China Inc talks of social responsibility
Beijing, May 20 :
Businesses in China are now talking of their social responsibilities by helping alleviate growing environmental problems and disparity in the country.
The Chinese Association for Corporate Social Responsibility (CACSR) will be officially established in August, said He Zhiyi, a professor of business studies with the Guanghua School of Management of Peking University.
The association, supported already by 20 companies, will call on other firms to shoulder their social responsibilities through actions such as promoting environmental protection and helping alleviate poverty.
The establishment of the CACSR was announced at a forum on corporate social responsibility in North China’s port city of Tianjin. Corporate social responsibility can take two forms, business-related activities such as the use of environment-friendly materials and care for employees, and public activities — such as contributions to public welfare.
The CACSR was planning a programme to improve rural education by selecting 100 graduates and sending them to poor rural areas to teach for a year, providing salaries for 100 rural teachers and donating 100 computers to rural schools each year, said Zhiyi, also secretary-general of the preparatory committee of the association.
“We plan to make the association a platform for practical benefits in the long term, such as
providing aid for the poor and helping them shake off poverty, and will try to assist more rural children and teachers,” he said.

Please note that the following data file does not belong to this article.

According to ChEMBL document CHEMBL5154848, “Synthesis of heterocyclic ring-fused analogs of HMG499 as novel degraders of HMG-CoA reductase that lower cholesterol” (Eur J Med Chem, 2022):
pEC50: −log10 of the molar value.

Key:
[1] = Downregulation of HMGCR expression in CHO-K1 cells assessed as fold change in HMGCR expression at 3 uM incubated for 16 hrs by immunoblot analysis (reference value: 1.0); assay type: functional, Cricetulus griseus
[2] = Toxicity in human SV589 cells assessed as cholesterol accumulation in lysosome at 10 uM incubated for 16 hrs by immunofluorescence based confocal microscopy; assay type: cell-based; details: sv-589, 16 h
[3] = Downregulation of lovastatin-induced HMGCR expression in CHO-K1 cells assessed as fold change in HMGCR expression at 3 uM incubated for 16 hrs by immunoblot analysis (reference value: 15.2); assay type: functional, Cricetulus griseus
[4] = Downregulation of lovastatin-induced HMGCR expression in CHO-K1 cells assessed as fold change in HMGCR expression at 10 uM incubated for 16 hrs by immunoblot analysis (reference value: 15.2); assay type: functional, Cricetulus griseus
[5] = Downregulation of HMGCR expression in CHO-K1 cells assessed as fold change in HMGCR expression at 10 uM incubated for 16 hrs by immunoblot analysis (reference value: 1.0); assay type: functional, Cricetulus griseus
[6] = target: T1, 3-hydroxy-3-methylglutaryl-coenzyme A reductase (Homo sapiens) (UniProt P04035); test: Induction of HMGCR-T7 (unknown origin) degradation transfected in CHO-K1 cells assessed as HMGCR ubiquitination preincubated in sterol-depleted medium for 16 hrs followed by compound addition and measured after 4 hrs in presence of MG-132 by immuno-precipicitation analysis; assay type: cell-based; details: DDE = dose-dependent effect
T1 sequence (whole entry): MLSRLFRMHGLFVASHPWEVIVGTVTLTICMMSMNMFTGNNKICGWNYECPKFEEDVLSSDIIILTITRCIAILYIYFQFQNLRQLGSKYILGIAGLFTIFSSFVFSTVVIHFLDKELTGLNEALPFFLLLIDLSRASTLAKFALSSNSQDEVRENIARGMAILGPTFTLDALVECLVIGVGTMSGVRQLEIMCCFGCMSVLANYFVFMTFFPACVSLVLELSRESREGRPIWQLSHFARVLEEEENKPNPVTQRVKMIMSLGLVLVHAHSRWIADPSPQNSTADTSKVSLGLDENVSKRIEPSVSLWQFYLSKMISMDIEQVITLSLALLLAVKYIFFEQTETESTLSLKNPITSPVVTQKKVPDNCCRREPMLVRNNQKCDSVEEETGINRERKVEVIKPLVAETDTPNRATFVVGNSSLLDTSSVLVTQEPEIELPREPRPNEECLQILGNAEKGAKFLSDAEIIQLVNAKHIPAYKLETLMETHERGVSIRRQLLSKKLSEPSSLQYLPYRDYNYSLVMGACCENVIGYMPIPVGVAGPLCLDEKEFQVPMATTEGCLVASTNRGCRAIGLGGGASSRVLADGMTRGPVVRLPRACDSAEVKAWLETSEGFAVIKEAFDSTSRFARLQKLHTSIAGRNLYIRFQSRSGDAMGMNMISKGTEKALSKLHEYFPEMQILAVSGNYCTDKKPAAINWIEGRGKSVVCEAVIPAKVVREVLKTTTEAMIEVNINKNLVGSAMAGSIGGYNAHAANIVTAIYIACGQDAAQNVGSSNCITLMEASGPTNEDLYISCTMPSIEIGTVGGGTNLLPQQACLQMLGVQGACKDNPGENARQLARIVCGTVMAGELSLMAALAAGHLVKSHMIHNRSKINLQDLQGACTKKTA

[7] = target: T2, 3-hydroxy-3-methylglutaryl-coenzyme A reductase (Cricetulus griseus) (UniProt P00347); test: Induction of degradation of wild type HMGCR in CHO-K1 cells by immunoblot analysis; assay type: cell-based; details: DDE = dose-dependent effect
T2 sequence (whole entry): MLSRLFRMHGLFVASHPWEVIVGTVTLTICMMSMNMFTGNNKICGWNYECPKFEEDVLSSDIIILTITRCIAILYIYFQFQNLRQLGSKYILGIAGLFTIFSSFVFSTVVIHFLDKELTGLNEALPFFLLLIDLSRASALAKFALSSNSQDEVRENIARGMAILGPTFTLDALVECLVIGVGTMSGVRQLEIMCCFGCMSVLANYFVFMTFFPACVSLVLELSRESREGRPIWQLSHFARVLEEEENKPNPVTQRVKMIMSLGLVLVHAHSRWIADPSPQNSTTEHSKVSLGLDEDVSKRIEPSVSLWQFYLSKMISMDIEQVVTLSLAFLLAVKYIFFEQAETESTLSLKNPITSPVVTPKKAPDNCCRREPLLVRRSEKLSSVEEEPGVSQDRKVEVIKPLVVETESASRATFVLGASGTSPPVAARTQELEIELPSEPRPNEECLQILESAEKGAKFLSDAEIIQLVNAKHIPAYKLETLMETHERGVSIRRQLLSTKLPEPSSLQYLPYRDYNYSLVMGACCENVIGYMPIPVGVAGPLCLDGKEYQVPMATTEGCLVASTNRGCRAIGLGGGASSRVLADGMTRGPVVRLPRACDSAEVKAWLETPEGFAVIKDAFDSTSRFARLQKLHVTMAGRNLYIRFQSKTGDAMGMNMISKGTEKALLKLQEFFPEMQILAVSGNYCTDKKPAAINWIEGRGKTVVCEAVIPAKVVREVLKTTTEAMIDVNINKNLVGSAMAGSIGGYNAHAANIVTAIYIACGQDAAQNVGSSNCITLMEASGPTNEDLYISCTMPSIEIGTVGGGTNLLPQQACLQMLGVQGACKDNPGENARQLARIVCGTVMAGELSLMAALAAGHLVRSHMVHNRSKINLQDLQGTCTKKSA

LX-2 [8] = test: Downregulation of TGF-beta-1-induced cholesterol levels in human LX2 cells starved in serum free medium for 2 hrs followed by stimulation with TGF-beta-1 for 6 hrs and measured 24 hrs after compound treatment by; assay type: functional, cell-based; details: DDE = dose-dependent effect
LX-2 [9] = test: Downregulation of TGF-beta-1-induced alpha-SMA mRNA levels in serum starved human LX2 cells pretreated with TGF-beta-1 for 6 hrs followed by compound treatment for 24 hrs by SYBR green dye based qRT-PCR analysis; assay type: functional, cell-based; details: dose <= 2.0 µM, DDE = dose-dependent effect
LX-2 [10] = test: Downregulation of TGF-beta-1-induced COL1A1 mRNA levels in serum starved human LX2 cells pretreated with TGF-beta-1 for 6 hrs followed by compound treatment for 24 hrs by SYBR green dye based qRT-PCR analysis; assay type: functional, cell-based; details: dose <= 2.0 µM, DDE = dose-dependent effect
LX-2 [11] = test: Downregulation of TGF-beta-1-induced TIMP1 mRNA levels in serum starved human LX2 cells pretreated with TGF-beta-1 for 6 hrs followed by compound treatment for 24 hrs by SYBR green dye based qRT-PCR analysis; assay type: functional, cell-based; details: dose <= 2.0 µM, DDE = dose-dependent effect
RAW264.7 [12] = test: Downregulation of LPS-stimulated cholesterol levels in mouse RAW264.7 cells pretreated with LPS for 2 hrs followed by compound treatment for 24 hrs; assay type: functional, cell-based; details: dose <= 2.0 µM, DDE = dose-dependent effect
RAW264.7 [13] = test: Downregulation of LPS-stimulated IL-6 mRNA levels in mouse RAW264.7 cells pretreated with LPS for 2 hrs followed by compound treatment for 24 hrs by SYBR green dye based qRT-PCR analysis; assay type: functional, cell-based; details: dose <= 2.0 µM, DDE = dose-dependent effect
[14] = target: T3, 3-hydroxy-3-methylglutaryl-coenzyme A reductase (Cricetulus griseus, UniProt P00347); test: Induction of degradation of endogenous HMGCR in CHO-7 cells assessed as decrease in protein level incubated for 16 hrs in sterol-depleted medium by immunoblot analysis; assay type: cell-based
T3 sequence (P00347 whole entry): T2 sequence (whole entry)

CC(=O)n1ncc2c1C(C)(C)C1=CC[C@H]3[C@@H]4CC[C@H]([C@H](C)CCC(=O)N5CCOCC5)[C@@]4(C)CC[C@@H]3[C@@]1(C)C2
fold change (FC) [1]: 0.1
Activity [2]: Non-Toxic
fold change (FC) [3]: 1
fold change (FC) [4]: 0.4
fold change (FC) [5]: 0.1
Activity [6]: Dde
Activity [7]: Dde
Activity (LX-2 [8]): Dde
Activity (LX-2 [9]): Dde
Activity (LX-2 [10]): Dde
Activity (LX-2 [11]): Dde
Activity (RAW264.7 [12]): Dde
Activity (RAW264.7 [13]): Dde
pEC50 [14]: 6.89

“Business efforts to help alleviate poverty in China are rather inadequate now, but we are willing to participate in this work and call on other companies to join,” said Shu Qi, vice-president of the China Hewlett-Packard (HP).
China still has 23 million rural people with a per-capita yearly income of less than $84.
The China HP has donated computers and equipment worth more than $610,000 to the China Children and Teenagers’ Fund, a charitable foundation striving for education and welfare of children, especially those in rural and ethnic minority areas.
More than 30,000 graduates who volunteered to go to the country’s underdeveloped west for teaching have received financial support from a $1.2 million fund set up by the Junyao Group (JG).
“The development of a corporation is closely connected with that of a society,” said Wang Junjin, board chairman of the Shanghai-based Junyao Group, a privately owned Chinese conglomerate operating in aviation, dairy and real estate, at the forum.
Multinationals such as Nokia, IBM and CISCO, and Chinese companies like the China Pingan Insurance Company, the TCL Corporation, and the China Merchants Bank, are members of the CACSR.
The China HP has also promised to increase investment to impoverished areas, employ more local workers and ensure a sustainable development of those areas with environmental protection measures, Shu said.